CARS HOMES JOBS

Saratoga Springs building eyed as senior housing

Tuesday, May 6, 2014
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— Plans to transform the former St. John Neumann Residence into 85 units of senior housing also include a wooded buffer and passive nature trail open to the public.

City officials are expected to vote tonight on a rezoning and amendment to the comprehensive plan that would allow builder Sonny Bonacio to convert the defunct retirement home for Redemptorist priests into residences for people 55 and older. The project calls for the City Council to rezone 11.27 acres from institutional to high-density residential.

Plans are afoot to convert the 34,309-square-foot building and add an addition that would provide enough space for the 85 units. Five of the units would be rent-subsidized and leased to veterans, according to plans before the council.

The project includes preserving green space along Lake Avenue and maintaining an existing grotto for a total of 1.7 acres that would be deeded back to the city. The trail built through the property would connect with Excelsior Springs Avenue and include some public amenities, such as park benches.

“This area would be publicly accessible,” City Principal Planner Kate Maynard told the council during an agenda meeting Monday.

The property is now tax-exempt. A purchase agreement contingent on the rezoning would bring a good swath of the land back onto the tax rolls.

But the zoning change would allow for upward of 113 units on the property — something that caused concern for Public Safety Commissioner Chris Mathiesen. Though Bonancio indicated he has no intention of building anything more than the 85 units already included in the plan, Matheisen said he would feel more comfortable lowering the density of the zoning.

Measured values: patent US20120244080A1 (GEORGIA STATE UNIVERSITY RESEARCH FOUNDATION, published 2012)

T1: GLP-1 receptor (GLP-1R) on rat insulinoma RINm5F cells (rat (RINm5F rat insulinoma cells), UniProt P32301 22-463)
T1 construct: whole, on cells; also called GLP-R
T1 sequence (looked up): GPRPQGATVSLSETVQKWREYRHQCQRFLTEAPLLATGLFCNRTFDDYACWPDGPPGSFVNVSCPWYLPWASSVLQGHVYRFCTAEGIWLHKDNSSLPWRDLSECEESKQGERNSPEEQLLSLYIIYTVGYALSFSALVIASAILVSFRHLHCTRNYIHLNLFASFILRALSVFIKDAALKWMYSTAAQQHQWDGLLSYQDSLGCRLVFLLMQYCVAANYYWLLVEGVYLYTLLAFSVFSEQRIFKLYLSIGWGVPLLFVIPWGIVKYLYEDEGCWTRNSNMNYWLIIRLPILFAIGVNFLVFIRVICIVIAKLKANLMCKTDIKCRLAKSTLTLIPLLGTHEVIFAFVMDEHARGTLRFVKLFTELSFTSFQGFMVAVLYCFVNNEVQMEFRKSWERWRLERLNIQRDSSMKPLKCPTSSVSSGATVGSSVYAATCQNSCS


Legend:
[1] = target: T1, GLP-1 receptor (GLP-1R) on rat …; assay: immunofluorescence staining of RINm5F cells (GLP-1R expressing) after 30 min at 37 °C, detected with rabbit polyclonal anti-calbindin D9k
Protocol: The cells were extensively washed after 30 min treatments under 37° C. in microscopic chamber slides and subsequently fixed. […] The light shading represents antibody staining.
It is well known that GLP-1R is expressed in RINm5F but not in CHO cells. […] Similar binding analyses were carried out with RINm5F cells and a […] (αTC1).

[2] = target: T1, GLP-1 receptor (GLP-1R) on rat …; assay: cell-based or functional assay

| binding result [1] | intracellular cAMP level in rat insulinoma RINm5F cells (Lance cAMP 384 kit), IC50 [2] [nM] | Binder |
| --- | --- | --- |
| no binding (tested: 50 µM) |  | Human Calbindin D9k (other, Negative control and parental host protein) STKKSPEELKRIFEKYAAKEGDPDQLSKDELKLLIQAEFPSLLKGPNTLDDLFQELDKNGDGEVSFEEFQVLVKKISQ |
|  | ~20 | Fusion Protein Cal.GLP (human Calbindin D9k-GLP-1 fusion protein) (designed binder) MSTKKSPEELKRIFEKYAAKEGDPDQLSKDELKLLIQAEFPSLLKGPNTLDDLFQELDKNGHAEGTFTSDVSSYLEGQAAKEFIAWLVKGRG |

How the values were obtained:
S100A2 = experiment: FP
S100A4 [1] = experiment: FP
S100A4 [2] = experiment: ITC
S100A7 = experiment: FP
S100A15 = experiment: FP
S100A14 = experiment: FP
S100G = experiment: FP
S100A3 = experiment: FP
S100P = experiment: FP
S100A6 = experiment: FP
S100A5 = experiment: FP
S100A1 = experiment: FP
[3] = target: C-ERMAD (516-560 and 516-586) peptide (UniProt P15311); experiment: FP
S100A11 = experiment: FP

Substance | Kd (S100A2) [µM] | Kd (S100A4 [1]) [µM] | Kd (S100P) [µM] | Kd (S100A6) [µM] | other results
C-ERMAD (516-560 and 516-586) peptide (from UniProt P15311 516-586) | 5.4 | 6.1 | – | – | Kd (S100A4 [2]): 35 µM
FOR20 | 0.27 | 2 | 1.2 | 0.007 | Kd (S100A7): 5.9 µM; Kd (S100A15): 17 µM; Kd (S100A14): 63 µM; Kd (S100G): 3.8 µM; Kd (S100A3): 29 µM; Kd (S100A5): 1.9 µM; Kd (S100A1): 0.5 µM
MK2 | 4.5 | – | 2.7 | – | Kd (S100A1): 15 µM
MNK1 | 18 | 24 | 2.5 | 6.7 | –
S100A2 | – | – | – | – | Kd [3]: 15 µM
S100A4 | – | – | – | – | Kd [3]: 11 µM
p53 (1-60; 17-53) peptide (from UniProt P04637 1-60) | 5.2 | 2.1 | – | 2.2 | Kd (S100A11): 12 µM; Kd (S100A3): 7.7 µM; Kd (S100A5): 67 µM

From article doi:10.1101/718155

“People are happy to see a residential development here because that’s consistent with the area,” he said. “The density here is not.”

At one time, all 40 rooms in the retirement home were filled. But the population had dwindled by 2009, making it unfeasible for the Redemptorists to keep it open.

The circa-1916 building sat on the market for years, in part because it needed a costly asbestos abatement. Bonacio attorney Michael Toohey said the environmental remediation of the property could cost the developer upward of $700,000.

“We have a little bit more of a hurdle on this project,” he told the council.

And a number of time constraints. The project still needs to get approvals from the city’s land-use boards, meaning the process could continue into the winter season.

“Time is not our friend at this point,” he said.

Bonacio said his intention with the project is to only build the 85 units. Even if expansion was considered in the future, he said, the city would still have say in the matter.

“We’re not doing any segmentation on this project,” he said. “If we are to expand on this — if ever — we’d have to go back and start this process all over again.”

Toohey said the developer has discussed the project with the surrounding neighborhood. He said there’s been “full transparency” with the plan and urged the council to take action on the rezoning.

“Nothing more is going to get learned in two weeks that isn’t known now,” he said.

 
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